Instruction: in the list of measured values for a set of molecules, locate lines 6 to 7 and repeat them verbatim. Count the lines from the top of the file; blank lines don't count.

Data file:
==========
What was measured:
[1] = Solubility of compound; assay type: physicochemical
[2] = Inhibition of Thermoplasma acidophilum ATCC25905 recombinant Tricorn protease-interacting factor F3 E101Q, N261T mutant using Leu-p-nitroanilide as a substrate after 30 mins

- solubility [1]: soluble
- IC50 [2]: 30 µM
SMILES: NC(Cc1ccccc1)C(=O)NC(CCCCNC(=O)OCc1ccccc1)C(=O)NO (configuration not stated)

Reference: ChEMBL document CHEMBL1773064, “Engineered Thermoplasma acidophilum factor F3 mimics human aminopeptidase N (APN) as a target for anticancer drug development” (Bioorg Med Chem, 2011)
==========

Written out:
SMILES: NC(Cc1ccccc1)C(=O)NC(CCCCNC(=O)OCc1ccccc1)C(=O)NO (configuration not stated)

Reference: ChEMBL document CHEMBL1773064, “Engineered Thermoplasma acidophilum factor F3 mimics human aminopeptidase N (APN) as a target for anticancer drug development” (Bioorg Med Chem, 2011)